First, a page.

Government Will Be The Biggest Loser If A Telecom Operator Collapses
While slamming its rivals for seeking relief on pending dues, the telecom unit of Asia's richest man, Mukesh Ambani, said given the vibrant competition there would be no impact on the sector if, in an unlikely event, Bharti Airtel Ltd. and Vodafone Idea Ltd. were to fail. The government wouldn’t agree.
Such a collapse would leave thousands jobless and inflate one of the world’s worst bad-loan piles. Moreover, according to BloombergQuint’s calculations, the government would lose nearly Rs 1.82 lakh crore ($26 billion) in outstanding levies.
The operators sought relief after the Supreme Court ruled non-core revenue would be factored in while calculating levies and they must pay Rs 92,000 crore ($13 billion)— Bharti Airtel and Vodafone Idea together owe more than half of it. The payouts threaten to cripple the wireless carriers that have seen their debt mount and profits tumble after Ambani’s Reliance Jio Infocomm Ltd. unleashed a tariff war three years ago. Its cut-rate plans forced bigger rivals to merge and drove others out of business, contributing to the Indian banks’ bad loans.
Telecom companies pay half of the spectrum costs upfront and, after a two-year moratorium, the remaining half in instalments—or deferred spectrum liability—over 16 years. The payouts ordered by the Supreme Court along with the spectrum liabilities contribute 67 percent of the combined debt of Bharti Airtel and Vodafone Idea.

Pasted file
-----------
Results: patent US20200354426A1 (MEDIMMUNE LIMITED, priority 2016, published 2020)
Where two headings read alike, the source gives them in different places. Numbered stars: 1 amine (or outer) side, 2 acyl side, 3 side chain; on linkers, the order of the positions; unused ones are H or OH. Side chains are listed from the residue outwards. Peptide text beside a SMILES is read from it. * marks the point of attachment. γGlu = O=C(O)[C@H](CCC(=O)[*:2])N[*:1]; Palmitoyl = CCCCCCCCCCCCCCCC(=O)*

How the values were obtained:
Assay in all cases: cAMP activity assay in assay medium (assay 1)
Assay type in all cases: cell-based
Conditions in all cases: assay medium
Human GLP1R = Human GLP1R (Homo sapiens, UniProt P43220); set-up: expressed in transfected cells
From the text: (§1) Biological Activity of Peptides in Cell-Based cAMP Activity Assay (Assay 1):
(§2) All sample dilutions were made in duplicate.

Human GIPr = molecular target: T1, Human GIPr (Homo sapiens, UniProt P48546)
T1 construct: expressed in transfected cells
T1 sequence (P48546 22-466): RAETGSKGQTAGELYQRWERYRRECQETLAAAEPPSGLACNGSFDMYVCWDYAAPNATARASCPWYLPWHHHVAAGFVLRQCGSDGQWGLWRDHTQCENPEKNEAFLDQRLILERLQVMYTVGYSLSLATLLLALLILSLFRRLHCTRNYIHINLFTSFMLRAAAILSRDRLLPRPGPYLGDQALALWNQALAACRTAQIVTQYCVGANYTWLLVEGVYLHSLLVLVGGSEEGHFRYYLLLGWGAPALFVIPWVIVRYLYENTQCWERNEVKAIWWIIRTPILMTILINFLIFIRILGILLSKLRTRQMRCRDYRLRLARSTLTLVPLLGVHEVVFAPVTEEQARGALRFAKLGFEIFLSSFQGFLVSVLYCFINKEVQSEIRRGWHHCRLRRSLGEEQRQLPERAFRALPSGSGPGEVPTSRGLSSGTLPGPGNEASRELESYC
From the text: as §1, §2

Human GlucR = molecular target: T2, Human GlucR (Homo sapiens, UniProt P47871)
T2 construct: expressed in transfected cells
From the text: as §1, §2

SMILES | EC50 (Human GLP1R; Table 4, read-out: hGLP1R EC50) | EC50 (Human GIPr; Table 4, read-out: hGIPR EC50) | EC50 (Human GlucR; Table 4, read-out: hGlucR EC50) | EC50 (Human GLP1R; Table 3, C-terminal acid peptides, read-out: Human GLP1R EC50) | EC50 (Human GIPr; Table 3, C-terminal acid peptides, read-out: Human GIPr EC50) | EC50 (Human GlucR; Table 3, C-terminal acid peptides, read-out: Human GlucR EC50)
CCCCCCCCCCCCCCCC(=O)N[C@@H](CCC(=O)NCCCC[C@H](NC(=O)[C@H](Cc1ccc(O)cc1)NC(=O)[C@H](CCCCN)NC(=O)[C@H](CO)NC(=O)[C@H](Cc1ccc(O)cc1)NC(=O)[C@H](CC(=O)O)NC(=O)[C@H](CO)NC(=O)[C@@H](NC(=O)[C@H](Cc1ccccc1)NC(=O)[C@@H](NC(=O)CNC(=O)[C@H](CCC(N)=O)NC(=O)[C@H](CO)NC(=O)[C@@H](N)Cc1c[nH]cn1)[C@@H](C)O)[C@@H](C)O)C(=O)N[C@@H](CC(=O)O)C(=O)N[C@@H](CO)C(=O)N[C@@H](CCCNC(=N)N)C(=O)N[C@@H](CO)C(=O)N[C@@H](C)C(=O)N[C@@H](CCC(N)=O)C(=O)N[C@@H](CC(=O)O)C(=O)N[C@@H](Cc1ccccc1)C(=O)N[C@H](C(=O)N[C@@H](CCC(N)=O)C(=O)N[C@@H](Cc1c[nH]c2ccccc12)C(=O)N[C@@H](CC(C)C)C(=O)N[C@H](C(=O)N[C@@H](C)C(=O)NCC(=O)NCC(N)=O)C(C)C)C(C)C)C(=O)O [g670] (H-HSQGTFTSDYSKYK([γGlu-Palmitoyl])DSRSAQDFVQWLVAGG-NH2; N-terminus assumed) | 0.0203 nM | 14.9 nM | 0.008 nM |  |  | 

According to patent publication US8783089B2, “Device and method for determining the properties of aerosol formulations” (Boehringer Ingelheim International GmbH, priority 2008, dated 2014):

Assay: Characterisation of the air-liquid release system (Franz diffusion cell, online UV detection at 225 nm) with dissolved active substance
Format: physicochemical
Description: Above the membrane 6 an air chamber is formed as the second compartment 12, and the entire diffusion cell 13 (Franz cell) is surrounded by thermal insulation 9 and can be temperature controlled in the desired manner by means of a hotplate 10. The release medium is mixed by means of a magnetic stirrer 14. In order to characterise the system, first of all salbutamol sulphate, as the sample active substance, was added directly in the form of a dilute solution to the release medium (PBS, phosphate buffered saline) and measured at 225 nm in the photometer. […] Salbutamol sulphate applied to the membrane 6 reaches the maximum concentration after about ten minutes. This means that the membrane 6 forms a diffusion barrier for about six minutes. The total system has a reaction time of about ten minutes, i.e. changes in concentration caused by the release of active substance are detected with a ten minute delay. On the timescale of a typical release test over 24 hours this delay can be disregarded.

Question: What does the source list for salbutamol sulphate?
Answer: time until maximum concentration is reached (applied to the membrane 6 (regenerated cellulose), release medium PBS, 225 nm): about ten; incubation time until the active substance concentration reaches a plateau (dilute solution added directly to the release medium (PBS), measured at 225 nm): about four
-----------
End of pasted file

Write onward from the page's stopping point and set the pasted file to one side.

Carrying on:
The rest of the debt comprises bank loans, non-convertible debentures and foreign debt.
Another legal dispute stemming from the government’s demand from one-time spectrum charge is also pending. A loss there would be another setback for the operators.
Already, multiple brokerages including Emkay Global and Bank of America Merrill Lynch have said the carriers are incapable of paying thousands of crores as dues and penalties as they continue to bleed from the tariff war. And they expect the government to support the industry by waiving penalties, reducing levies or increasing the moratorium on annual payments, among other things. The Modi administration has set up a committee of secretaries to examine the financial stress faced by telecom operators and recommend a package.
Reliance Jio, however, opposed the telecom operator lobby’s demands seeking relief, saying its rivals have sufficient capacity to pay the government dues by monetising assets and increasing tariffs.